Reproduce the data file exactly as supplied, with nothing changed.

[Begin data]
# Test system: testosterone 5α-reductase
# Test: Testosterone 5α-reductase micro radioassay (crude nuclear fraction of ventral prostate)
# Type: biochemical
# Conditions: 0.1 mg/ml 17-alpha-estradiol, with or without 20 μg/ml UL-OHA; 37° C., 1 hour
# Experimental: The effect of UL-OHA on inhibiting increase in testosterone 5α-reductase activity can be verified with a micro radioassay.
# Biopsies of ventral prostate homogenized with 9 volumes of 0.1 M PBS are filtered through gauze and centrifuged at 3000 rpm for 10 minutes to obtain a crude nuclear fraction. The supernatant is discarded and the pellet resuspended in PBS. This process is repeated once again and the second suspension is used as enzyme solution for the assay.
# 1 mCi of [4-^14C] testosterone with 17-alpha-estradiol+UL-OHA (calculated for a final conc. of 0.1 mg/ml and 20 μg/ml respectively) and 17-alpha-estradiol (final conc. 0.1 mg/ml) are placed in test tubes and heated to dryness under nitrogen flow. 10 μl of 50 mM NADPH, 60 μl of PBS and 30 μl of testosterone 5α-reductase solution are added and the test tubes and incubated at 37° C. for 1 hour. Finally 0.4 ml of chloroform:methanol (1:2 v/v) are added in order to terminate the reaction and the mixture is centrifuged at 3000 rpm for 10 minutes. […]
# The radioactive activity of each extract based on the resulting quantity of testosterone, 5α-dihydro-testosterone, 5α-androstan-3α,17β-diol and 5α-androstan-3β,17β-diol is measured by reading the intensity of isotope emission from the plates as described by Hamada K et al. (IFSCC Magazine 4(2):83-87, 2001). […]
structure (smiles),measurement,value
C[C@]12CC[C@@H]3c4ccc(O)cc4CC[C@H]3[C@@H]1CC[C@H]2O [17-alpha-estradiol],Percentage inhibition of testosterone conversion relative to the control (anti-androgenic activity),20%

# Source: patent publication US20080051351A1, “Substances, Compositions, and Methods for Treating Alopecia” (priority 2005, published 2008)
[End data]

# Test system: testosterone 5α-reductase
# Test: Testosterone 5α-reductase micro radioassay (crude nuclear fraction of ventral prostate)
# Type: biochemical
# Conditions: 0.1 mg/ml 17-alpha-estradiol, with or without 20 μg/ml UL-OHA; 37° C., 1 hour
# Experimental: The effect of UL-OHA on inhibiting increase in testosterone 5α-reductase activity can be verified with a micro radioassay.
# Biopsies of ventral prostate homogenized with 9 volumes of 0.1 M PBS are filtered through gauze and centrifuged at 3000 rpm for 10 minutes to obtain a crude nuclear fraction. The supernatant is discarded and the pellet resuspended in PBS. This process is repeated once again and the second suspension is used as enzyme solution for the assay.
# 1 mCi of [4-^14C] testosterone with 17-alpha-estradiol+UL-OHA (calculated for a final conc. of 0.1 mg/ml and 20 μg/ml respectively) and 17-alpha-estradiol (final conc. 0.1 mg/ml) are placed in test tubes and heated to dryness under nitrogen flow. 10 μl of 50 mM NADPH, 60 μl of PBS and 30 μl of testosterone 5α-reductase solution are added and the test tubes and incubated at 37° C. for 1 hour. Finally 0.4 ml of chloroform:methanol (1:2 v/v) are added in order to terminate the reaction and the mixture is centrifuged at 3000 rpm for 10 minutes. […]
# The radioactive activity of each extract based on the resulting quantity of testosterone, 5α-dihydro-testosterone, 5α-androstan-3α,17β-diol and 5α-androstan-3β,17β-diol is measured by reading the intensity of isotope emission from the plates as described by Hamada K et al. (IFSCC Magazine 4(2):83-87, 2001). […]
structure (smiles),measurement,value
C[C@]12CC[C@@H]3c4ccc(O)cc4CC[C@H]3[C@@H]1CC[C@H]2O [17-alpha-estradiol],Percentage inhibition of testosterone conversion relative to the control (anti-androgenic activity),20%

# Source: patent publication US20080051351A1, “Substances, Compositions, and Methods for Treating Alopecia” (priority 2005, published 2008)